Bored with lying on a towel reading the latest edition of US Weekly as you douse yourself with sunscreen? Get active this summer and have fun on the sand volleyball courts. It's a great workout and very social, but can be intimidating for newcomers. Here are five basics to know before you swagger up to a net:
Beach Volleyball Tip #1: How to Play
Sand is tough to play in. You'll be slower, you'll tire faster and your vertical jump will be reduced to millimeters.
To survive, economize your energy. Take small steps - you lose power on long strides. Beach volleyball is played barefoot, so when the sand gets hot, dig your feet a few inches under the top layers to cool them off. Drink lots of water to stay hydrated.
The good news is sand is forgiving on your joints, so you can enjoy the game well into your golden years.
Beach Volleyball Tip #2: The Right Equipment
Be sure to research which of your local beaches have permanent nets so you don't have to worry about bringing any equipment besides a ball.
Beach volleyballs are softer, lighter and a bit bigger than indoor balls and beach courts are smaller than indoor courts. Men's nets are 7.5 inches higher than women's nets.
If you are a group of men playing on a women's net or vice versa, don't be surprised if you get kicked off when the beach gets busy. It's good etiquette to play on the appropriate net height and if you have a co-ed group, you should play on a men's net.
Beach Volleyball Tip #3: How to Get a Game
If you have a group, it's best to arrive at the beach early to claim a net without waiting for one to open up.
If you show up with only a partner, you can "challenge on" to a court: ask the people currently playing if you and your partner can play the winner of their match. If you beat the winners, you stay on the court.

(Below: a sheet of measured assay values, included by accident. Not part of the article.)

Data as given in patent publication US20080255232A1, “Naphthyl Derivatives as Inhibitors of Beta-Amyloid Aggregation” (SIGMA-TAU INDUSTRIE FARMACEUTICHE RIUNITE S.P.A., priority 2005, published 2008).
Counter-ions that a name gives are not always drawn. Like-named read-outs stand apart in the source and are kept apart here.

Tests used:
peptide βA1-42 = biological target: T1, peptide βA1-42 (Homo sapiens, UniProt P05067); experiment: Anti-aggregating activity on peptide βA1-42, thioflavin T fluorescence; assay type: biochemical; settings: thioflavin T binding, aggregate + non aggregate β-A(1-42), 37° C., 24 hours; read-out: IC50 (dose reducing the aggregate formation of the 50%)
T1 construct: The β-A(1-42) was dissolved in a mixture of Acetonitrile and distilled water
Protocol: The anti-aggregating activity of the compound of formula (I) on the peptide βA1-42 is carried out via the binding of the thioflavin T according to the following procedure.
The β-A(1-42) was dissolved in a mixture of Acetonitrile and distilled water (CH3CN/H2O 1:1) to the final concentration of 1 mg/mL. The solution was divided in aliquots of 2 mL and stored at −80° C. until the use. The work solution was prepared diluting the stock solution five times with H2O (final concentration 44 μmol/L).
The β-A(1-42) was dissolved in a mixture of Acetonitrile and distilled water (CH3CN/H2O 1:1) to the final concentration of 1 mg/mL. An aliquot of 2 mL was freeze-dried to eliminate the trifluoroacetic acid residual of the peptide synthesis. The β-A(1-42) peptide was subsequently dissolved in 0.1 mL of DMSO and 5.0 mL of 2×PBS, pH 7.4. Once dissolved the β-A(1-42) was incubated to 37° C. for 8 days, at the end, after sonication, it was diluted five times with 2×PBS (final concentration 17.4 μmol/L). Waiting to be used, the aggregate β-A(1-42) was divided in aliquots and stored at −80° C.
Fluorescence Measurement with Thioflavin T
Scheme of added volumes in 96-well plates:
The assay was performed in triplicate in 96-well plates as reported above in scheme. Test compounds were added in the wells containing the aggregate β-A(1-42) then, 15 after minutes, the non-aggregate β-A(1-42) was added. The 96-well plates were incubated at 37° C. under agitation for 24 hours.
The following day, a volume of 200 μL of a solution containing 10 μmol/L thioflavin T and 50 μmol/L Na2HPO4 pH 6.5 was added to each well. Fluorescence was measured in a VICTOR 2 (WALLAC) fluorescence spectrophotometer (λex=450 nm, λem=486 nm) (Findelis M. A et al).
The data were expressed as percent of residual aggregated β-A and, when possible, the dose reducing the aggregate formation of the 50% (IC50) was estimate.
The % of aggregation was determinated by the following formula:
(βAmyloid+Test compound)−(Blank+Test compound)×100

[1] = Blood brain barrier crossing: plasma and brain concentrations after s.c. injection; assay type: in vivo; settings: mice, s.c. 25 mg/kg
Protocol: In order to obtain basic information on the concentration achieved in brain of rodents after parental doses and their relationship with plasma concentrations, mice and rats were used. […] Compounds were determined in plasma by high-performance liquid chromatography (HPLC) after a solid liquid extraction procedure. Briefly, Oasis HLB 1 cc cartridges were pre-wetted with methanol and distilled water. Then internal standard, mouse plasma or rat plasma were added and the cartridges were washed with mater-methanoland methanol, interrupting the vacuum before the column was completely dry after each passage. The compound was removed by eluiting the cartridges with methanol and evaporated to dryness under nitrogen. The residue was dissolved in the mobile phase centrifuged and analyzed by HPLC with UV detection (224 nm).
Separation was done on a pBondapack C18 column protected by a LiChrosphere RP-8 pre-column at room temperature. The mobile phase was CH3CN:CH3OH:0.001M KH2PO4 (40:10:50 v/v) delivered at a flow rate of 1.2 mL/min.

This can be a bit dicey as it is extremely important to assess the skill level of the court you are challenging on to before you throw down the gauntlet. For example, if the court has a pile of balls at the end line and the average height of the players is over 6'0", avoid this court. They are pros and they would not take kindly to challengers.
Note: Once on a court, keep the games continuous if the beach is busy. It is considered bad etiquette to leave the net empty for long periods of time to take breaks while others are waiting to play.
Beach Volleyball Tip #4: Choosing a Position
Beach volleyball is typically played with two people per side. There are no specialized positions as with indoor - only a left and right side. Most beach players are well-rounded and can hit, dig and block. At the higher levels, one player is dedicated to blocking and one to digging, but if you're just out for fun, grab a side and share the responsibilities.
Beach Volleyball Tip #5: Learning the Rules
A match consists of three sets, or games. The first team to reach 21 points wins the set (teams must win by two points). Two sets wins the match, and the third tiebreaker set, if necessary, is only played to 15 points.
Teams switch sides every seven points. There is no rotation between partners, but serving alternates. Lines are considered in and let serves (when the ball grazes the net and goes over) are legal. Three touches are allowed per side and a block counts as one touch. Sets must be clean (no spinning of the ball). It is best to bump set unless you are an advanced player with hands of gold. Feel free to let the smack talk fly -- volleyball is a social, argumentative sport.
Shake off any summer boredom and try something new! Enjoy ocean air, time with friends and a great workout on the beach volleyball court. Tan included.
Shannon Fiack played intercollegiate volleyball at the University of California, Davis. She has been living in San Diego for the past 6 years and frequently plays beach volleyball in the southern California area.